1. Identifying Potential Participants

This involves identifying providers and suppliers that meet the requirements to participate in Medicare or Medicaid programs. Suppliers may include entities participating in Clinical Laboratory Improvement Amendments (CLIA).

2. Conducting Investigations and Fact-Finding Surveys

Surveys determine whether a healthcare facility is compliant with the 24 CMS CoP requirements. For on-site surveys conducted by TJC, standards are informed by patient safety indicators. They’ll look at factors contributing to:

  • Infection control
  • Patient rights and education
  • Prevention of medication errors

During an on-site accreditation survey, professionals will meet with different stakeholders in your healthcare facility. Be prepared for them to speak with anyone from leadership team members to physicians and nurses.

Surveys conducted for CMS certification in nursing homes may determine whether a citation of non-compliance is appropriate. Surveyors use protocols and interpretive guidelines to assess a facility’s compliance with federal regulations.

3. Certifying and Recertifying

If an institution passes the inspection, notification of certification goes to federal or state agencies. This indicates that providers or suppliers are qualified to participate in federal or state programs.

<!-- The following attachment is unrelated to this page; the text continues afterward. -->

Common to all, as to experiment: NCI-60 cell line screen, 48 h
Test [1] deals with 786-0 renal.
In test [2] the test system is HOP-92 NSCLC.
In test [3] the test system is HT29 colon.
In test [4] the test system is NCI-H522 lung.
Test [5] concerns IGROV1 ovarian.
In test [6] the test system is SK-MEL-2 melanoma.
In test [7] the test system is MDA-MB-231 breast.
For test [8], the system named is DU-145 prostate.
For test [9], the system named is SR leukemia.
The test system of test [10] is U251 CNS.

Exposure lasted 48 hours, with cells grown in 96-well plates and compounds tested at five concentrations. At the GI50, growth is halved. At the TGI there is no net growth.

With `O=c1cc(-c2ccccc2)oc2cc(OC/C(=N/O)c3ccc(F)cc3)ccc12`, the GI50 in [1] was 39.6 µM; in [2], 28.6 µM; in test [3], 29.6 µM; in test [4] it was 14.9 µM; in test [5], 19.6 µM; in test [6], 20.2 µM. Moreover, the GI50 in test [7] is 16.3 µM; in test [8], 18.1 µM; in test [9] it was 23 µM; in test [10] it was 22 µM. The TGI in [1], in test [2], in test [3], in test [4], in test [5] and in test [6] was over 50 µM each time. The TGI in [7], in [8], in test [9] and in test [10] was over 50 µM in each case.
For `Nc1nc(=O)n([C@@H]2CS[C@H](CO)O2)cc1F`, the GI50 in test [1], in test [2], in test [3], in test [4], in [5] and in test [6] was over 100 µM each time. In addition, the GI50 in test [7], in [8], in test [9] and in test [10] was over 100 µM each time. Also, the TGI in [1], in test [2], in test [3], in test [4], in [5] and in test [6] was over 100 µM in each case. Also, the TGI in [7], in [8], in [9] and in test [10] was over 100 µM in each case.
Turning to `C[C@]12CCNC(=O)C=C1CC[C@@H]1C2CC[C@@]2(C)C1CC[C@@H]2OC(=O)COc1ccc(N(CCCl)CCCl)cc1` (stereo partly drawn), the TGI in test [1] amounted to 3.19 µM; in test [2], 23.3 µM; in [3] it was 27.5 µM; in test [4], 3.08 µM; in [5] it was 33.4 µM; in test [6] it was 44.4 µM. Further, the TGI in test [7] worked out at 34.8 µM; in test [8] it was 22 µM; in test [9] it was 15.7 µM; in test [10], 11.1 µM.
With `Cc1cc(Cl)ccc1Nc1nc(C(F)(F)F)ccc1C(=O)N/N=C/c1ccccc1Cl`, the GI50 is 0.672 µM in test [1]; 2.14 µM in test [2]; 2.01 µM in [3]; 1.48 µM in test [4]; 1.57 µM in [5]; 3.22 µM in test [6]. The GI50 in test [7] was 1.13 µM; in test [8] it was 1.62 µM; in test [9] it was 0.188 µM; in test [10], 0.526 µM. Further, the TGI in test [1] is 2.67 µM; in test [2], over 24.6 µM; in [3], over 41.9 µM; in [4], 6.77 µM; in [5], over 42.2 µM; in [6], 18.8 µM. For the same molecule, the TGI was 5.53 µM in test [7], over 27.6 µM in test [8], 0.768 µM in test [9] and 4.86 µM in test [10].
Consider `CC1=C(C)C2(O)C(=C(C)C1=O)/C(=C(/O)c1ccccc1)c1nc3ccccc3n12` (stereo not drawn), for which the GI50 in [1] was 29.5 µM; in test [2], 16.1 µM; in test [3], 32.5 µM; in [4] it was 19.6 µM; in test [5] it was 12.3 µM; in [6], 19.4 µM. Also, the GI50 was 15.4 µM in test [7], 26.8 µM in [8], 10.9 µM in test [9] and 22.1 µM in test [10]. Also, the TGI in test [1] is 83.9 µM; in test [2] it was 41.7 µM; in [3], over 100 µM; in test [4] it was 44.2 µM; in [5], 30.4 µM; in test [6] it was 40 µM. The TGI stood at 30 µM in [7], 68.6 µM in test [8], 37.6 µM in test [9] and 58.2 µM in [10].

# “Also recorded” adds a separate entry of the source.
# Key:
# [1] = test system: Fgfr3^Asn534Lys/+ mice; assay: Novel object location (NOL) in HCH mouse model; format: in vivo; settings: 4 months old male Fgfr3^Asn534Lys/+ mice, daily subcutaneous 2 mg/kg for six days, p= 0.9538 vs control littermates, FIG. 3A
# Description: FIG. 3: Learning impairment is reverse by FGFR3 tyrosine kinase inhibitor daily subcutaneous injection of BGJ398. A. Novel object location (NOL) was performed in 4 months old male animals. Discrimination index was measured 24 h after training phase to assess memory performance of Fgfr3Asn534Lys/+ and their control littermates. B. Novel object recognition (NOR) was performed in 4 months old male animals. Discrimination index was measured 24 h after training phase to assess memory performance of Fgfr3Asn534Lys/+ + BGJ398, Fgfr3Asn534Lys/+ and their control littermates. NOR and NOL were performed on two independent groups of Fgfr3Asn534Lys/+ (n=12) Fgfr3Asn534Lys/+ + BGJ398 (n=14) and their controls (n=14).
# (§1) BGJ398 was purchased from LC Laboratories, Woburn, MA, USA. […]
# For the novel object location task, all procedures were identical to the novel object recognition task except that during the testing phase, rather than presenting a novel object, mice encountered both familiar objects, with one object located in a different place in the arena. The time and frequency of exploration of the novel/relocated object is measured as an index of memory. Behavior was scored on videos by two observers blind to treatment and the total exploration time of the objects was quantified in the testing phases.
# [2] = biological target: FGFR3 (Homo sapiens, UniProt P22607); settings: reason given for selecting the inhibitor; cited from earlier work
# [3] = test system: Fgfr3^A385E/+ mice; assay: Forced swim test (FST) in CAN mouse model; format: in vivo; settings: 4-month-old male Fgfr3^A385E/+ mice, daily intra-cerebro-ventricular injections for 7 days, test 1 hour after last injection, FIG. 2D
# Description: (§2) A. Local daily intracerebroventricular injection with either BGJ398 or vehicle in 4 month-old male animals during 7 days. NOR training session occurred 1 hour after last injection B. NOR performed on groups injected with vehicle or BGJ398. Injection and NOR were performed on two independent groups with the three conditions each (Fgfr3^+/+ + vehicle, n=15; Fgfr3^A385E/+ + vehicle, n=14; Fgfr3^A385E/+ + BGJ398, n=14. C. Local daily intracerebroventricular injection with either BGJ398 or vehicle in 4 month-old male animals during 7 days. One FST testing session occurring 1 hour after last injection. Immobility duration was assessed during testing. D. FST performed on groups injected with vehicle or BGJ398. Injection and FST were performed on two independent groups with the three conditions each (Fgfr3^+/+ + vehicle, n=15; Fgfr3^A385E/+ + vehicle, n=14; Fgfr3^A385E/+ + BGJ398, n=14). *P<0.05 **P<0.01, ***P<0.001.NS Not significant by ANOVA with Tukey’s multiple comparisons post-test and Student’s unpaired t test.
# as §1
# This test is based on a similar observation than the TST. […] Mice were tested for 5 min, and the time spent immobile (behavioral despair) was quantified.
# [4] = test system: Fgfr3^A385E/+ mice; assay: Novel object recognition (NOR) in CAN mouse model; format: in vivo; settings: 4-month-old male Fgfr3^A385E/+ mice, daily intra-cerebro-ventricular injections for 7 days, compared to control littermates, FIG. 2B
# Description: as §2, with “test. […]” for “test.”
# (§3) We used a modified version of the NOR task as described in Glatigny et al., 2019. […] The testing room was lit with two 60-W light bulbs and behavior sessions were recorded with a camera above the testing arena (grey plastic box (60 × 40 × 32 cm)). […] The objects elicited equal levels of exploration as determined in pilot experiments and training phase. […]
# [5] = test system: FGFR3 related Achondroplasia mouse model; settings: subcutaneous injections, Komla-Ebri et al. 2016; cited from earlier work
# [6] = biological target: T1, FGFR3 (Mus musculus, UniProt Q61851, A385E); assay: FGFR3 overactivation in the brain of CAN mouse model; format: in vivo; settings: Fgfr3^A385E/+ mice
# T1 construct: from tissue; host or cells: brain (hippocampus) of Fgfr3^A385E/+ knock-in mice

4. Explaining Requirements

Providers and suppliers are advised on federal regulations that enable them to qualify to participate in Medicare/Medicaid programs. They’re given information on the standards of care consistent with CoPs and CfCs. Certain types of facilities, such as skilled nursing facilities, must meet staff education requirements. This involves staff and resident educational programs, which are mandated by the Social Security Act.

Stay in the Know About the Latest CMS Requirements

CMS certification may feel like a long and daunting process, but learning about it and related topics doesn’t have to be. Get the expertise and answers you need, when you need them, with our free compliance insights and resources.